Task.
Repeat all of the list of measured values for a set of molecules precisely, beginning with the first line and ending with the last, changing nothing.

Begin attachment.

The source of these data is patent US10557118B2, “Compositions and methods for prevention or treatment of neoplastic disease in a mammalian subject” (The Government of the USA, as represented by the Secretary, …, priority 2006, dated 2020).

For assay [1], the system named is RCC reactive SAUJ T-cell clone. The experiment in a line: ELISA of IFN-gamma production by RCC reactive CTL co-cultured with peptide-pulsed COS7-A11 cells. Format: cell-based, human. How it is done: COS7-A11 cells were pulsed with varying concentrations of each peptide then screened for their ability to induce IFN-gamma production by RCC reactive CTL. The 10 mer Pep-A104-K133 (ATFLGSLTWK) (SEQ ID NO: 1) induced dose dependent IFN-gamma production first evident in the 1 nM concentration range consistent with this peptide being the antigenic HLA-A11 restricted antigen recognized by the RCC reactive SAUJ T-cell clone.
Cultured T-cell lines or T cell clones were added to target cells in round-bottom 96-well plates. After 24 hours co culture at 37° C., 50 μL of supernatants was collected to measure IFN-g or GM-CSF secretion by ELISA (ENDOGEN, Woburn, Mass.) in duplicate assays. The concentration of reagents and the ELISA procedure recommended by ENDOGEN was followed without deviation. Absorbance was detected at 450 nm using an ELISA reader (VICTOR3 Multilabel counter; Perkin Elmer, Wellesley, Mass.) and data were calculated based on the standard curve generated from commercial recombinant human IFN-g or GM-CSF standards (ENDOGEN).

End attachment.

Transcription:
The source of these data is patent US10557118B2, “Compositions and methods for prevention or treatment of neoplastic disease in a mammalian subject” (The Government of the USA, as represented by the Secretary, …, priority 2006, dated 2020).

For assay [1], the system named is RCC reactive SAUJ T-cell clone. The experiment in a line: ELISA of IFN-gamma production by RCC reactive CTL co-cultured with peptide-pulsed COS7-A11 cells. Format: cell-based, human. How it is done: COS7-A11 cells were pulsed with varying concentrations of each peptide then screened for their ability to induce IFN-gamma production by RCC reactive CTL. The 10 mer Pep-A104-K133 (ATFLGSLTWK) (SEQ ID NO: 1) induced dose dependent IFN-gamma production first evident in the 1 nM concentration range consistent with this peptide being the antigenic HLA-A11 restricted antigen recognized by the RCC reactive SAUJ T-cell clone.
Cultured T-cell lines or T cell clones were added to target cells in round-bottom 96-well plates. After 24 hours co culture at 37° C., 50 μL of supernatants was collected to measure IFN-g or GM-CSF secretion by ELISA (ENDOGEN, Woburn, Mass.) in duplicate assays. The concentration of reagents and the ELISA procedure recommended by ENDOGEN was followed without deviation. Absorbance was detected at 450 nm using an ELISA reader (VICTOR3 Multilabel counter; Perkin Elmer, Wellesley, Mass.) and data were calculated based on the standard curve generated from commercial recombinant human IFN-g or GM-CSF standards (ENDOGEN).